Some consider the idea of official government-controlled media to be "backwards", sorry.

    North Korea has the same, after all.

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    Quote Originally Posted by NotABiot View Post
    Some consider the idea of official government-controlled media to be "backwards", sorry.

    North Korea has the same, after all.
    BBC too? It is called "Public Broadcasting" for a reason. Private broadcasters aren't interested in educating, except on how to be a brat and demand that Mommy and Daddy buy you unnecessary stuff. Most OTA educational TV is handled by state entities, be it the local state-funded college (e.g. Florida) or a single state-wide network (e.g. MS, KS). It just differs in the number of hands that touch the money.

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    They call it "public broadcasting" because that euphemism sounds better to Americans than the more accurate "government-controlled media".

    To each their own, and the educational content of channels controlled by the people... where it is entirely voluntary choice of individuals whether to pay for it in any way (TLC, Discovery, HBO, C-SPAN, History, etc) as compared to those controlled by the government can be argued. But even if I think that Discovery has better educational programming than PBS, I don't want you forced to pay for it against your will.

    (As for state controlled official news/media sources, thankfully there is a trend for the state governments to get out of this too).

    Again, all power to T-Mobile for funding this themselves. You won't get people taken to court or threatened with jail time for refusing to pay for it! And in the halls of Congress and other places. efforts by T-Mobile will bolster the case at getting rid of all taxpayer funding for it.

    I wonder if this means that we will see magenta among the many commercials already seen on PBS?
    --------------------
    I will leave you with this list of top educational children's programs

    https://www.commonsensemedia.org/lis...shows-for-kids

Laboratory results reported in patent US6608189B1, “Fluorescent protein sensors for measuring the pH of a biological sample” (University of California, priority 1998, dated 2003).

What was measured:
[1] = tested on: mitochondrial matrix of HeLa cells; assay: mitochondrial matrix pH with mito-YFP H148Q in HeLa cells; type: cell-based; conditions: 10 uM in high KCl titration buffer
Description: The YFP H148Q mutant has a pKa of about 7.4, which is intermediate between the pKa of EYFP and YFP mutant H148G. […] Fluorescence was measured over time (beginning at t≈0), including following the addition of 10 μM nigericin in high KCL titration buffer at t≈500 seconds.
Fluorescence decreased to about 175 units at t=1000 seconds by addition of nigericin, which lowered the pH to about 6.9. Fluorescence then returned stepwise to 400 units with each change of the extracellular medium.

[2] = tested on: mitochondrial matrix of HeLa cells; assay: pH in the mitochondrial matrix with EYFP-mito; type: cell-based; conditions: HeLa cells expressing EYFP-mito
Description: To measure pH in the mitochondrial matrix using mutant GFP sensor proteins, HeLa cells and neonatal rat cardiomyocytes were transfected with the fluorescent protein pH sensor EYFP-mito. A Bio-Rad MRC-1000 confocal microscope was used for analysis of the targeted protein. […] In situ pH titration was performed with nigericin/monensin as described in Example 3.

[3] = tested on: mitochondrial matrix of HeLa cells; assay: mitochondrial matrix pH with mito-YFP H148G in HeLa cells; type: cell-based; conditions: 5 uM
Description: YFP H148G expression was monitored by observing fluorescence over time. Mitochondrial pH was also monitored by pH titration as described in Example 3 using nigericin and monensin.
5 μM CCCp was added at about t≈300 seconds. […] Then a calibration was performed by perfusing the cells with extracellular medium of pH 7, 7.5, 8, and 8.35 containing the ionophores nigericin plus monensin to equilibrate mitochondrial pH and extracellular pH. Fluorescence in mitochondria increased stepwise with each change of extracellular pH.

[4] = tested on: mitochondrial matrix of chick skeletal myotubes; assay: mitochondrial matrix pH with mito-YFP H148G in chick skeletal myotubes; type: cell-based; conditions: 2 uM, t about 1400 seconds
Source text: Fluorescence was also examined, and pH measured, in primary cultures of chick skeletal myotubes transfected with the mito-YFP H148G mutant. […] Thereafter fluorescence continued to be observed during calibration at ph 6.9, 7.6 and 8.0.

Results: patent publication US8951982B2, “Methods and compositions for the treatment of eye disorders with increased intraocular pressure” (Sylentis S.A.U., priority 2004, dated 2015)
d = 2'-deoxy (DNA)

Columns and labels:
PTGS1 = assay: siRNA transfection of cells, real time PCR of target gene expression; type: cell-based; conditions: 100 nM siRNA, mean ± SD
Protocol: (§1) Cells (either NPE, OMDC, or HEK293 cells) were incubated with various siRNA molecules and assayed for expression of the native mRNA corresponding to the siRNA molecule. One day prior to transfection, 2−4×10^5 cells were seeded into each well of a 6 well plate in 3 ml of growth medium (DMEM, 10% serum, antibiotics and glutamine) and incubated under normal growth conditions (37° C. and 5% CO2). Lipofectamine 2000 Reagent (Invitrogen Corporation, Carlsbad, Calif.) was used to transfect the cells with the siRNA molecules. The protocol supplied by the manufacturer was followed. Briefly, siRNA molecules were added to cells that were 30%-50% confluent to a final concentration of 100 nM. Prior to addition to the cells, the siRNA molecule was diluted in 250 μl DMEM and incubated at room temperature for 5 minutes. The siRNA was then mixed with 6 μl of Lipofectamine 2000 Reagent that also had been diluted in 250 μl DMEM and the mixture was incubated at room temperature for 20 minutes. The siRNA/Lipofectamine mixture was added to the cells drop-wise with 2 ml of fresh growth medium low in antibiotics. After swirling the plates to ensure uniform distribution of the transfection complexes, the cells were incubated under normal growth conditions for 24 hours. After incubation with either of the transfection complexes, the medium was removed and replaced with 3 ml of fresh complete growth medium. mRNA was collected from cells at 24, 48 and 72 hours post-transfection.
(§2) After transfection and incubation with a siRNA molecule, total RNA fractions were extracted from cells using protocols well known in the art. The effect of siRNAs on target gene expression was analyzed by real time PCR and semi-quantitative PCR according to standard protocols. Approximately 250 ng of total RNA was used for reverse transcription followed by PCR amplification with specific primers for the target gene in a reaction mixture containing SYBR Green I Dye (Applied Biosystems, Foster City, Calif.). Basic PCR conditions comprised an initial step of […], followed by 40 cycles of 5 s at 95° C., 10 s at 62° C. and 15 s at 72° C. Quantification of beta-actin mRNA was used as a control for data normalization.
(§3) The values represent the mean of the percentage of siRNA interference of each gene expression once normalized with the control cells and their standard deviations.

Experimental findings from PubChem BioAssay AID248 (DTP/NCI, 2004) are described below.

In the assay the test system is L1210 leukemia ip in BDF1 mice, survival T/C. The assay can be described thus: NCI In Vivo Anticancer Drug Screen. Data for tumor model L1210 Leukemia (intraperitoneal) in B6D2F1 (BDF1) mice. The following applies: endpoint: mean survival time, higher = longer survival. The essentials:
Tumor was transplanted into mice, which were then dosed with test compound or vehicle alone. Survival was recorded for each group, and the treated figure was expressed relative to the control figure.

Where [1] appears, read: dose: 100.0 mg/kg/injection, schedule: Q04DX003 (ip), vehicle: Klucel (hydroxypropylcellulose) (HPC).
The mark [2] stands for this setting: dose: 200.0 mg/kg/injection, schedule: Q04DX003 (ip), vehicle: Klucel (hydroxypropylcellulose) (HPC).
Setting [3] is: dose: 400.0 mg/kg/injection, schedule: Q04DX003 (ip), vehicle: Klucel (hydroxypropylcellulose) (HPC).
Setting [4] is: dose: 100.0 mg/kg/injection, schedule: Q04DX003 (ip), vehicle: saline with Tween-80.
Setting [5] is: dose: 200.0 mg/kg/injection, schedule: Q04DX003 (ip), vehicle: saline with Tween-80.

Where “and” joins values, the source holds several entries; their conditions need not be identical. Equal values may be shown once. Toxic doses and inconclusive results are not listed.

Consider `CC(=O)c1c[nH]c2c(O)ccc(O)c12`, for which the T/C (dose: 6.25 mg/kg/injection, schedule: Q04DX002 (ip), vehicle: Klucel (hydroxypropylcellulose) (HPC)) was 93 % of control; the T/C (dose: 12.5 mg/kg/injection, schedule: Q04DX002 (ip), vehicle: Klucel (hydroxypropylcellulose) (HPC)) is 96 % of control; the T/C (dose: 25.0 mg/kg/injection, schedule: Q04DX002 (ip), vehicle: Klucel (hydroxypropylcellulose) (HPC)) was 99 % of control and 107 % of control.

to counter the claim "Private broadcasters aren't interested in educating". Disney, Nickelodeon, Hulu, Amazon, CW and other private ones are all there.

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    Quote Originally Posted by NotABiot View Post
    They call it "public broadcasting" because that euphemism sounds better to Americans than the more accurate "government-controlled media".

    To each their own, and the educational content of channels controlled by the people... where it is entirely voluntary choice of individuals whether to pay for it in any way (TLC, Discovery, HBO, C-SPAN, History, etc) as compared to those controlled by the government can be argued. But even if I think that Discovery has better educational programming than PBS, I don't want you forced to pay for it against your will.

    (As for state controlled official news/media sources, thankfully there is a trend for the state governments to get out of this too).

    Again, all power to T-Mobile for funding this themselves. You won't get people taken to court or threatened with jail time for refusing to pay for it! And in the halls of Congress and other places. efforts by T-Mobile will bolster the case at getting rid of all taxpayer funding for it.

    I wonder if this means that we will see magenta among the many commercials already seen on PBS?
    --------------------
    I will leave you with this list of top educational children's programs

    https://www.commonsensemedia.org/lis...shows-for-kids

    to counter the claim "Private broadcasters aren't interested in educating". Disney, Nickelodeon, Hulu, Amazon, CW and other private ones are all there.
    Disney and nickoledeon pretend to make educational shows with the premise to create merchandise to sell to kids. Comparing pbs to state run propaganda stations like the ones in North Korea is ludicrous.

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    Quote Originally Posted by dave1102 View Post
    Disney and nickoledeon pretend to make educational shows with the premise to create merchandise to sell to kids. Comparing pbs to state run propaganda stations like the ones in North Korea is ludicrous.
    "Sesame Street" and similar PBS programs have created merchandise to sell to kids in a massive way over the decades. PBS and the others no more or less "pretend" to make educational programs than each other, really. The wealth generated by those who used Sesame Street to sell products and get rich off it (at taxpayer expense) even before HBO took over "Sesame Street" is truly massive, and those who worked on the show were welfare queens: raking in millions subsidized by money stolen from taxpayers.

    http://www.weeklystandard.com/big-bi...article/654415

    The difference perhaps is the those who get rich off PBS educational programming have an easier time fooling people than those who get rich off Nickelodeon educational programming.... even though they are all the same, with the main difference being that with PBS, people are robbed to pay for it.

    As for PBS vs NK media, one can easily compare one official government media organ to another, even if we can't equate them: the difference is a matter of degree, and with both you have those who rule using the power of government to approve and promote their viewpoint. And the term "propaganda" has become a meaningless value judgement: information/facts someone doesn't like is called "propaganda". Regardless, it is dangerous to waste money on official government-approved news and media organs.